US lawmakers are often criticized for not even reading the bills that they vote on, but instead, voting along party lines or influence from lobbyists. Some of the most notorious cases of this in recent history were the passing of the Patriot Act and the following National Defense Authorization Act.
In many cases, these bills are entirely impossible to read, consisting of hundreds or sometimes thousands of pages of tiny print and legalese, combined with a limited amount of time to decide and vote on the bill.
However, this is a problem that has been going on in Congress for generations and one lawmaker pointed it in a most epic way. On April Fool's Day of 1971, Texas State Rep. Tom Moore proposed a prank resolution honoring a serial killer...and it passed.
The resolution officially honored the Boston Strangler for his "unconventional techniques involving population control," but used his lesser known legal name, Albert De Salvo, instead of his infamous media moniker.
De Salvo confessed to murdering 13 different women in the Boston area, in the early 1960s.
"The Honorable Albert De Salvo has unselfishly served his country, his state, and his community. His sincerity diligence and cooperation has earned him the warm admiration and affection of his fellow practitioners," the resolution began.
The resolution went on to commend De Salvo for his "significant contributions to the fields of medicine and mental health" and called him a "champion of worthwhile causes."
Some parts of the bill did seem to indicate that something was not quite right, in addition to the obvious reference to population control. In one excerpt, the resolution states that "This compassionate gentleman's dedication and devotion to his work has enabled the weak and lonely, throughout our nation, to achieve and maintain a new degree of concern for their future."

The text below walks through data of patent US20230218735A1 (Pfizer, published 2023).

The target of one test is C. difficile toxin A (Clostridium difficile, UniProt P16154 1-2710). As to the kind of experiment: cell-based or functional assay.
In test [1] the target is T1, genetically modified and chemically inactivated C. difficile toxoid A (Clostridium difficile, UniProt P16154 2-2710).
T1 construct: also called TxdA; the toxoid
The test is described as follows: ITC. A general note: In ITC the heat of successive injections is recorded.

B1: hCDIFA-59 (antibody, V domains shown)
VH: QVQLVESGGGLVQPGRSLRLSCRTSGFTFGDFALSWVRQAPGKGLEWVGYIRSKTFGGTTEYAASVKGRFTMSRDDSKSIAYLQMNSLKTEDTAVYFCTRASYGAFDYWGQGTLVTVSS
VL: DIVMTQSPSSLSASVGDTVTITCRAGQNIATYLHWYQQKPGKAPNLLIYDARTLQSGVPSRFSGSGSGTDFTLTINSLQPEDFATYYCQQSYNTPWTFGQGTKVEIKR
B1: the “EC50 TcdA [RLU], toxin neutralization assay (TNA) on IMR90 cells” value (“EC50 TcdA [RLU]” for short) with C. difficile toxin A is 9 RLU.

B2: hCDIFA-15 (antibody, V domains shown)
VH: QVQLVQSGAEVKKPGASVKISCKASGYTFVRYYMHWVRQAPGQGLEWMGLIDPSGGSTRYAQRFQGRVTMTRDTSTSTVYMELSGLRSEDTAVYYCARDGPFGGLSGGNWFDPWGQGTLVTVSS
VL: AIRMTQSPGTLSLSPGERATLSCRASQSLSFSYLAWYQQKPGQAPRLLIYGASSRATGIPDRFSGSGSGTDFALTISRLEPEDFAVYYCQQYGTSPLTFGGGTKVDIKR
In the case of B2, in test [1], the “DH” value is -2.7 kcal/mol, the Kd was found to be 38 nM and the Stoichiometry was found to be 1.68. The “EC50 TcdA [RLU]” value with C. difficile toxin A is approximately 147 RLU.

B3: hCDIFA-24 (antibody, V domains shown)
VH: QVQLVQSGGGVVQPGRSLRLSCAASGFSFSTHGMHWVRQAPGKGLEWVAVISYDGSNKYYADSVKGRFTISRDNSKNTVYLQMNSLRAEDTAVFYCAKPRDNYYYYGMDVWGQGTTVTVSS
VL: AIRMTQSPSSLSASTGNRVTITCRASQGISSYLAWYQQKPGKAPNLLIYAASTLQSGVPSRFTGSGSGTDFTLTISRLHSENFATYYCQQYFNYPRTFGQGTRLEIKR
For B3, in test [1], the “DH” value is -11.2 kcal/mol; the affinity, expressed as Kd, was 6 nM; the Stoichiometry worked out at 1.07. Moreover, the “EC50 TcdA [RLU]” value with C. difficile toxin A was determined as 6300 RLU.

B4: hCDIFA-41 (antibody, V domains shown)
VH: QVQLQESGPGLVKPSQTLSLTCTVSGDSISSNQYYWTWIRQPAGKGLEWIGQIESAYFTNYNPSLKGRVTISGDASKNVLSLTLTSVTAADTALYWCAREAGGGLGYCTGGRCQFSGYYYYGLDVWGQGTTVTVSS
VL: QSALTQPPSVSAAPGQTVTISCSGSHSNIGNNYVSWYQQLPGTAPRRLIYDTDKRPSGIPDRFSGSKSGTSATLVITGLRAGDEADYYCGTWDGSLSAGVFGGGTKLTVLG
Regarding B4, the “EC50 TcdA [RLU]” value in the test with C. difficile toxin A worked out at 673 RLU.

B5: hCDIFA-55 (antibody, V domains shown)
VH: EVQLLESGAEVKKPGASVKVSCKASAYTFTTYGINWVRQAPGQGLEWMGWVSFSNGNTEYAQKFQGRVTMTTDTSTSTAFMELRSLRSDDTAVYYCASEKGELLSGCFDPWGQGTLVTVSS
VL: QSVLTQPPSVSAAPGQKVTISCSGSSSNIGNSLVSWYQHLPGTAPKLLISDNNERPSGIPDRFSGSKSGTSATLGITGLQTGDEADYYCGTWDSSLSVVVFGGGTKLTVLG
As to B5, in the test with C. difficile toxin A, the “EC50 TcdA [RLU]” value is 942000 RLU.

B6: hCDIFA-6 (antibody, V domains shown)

“Yes, it passed, but nobody got mad. It was an April Fool’s joke, but it made the press in a different light,” he told the AP.
Moore reportedly withdrew the resolution before it officially became law, so there isn't a current law on the books honoring the Boston Strangler. However, this is still an important lesson on how government works behind the scenes.
Even if Moore didn't truly set out to make a point, which is highly doubtful, the case was proven. It is more likely that he was initially trying to take a stand and then forced to back down behind the scenes when the story made headlines.
Either way, this proved that politicians will vote on completely ridiculous laws and resolutions that they have never even read. Even more alarming is the fact that this resolution was only a page long and took only a few moments of time to research, while most of the bills to pass through Congress are long, complex and confusing.
This situation is so commonly known that there have been numerous attempts at passing legislation to force lawmakers to read the bills they vote on, but since the fox is guarding the hen house all of these resolutions have failed.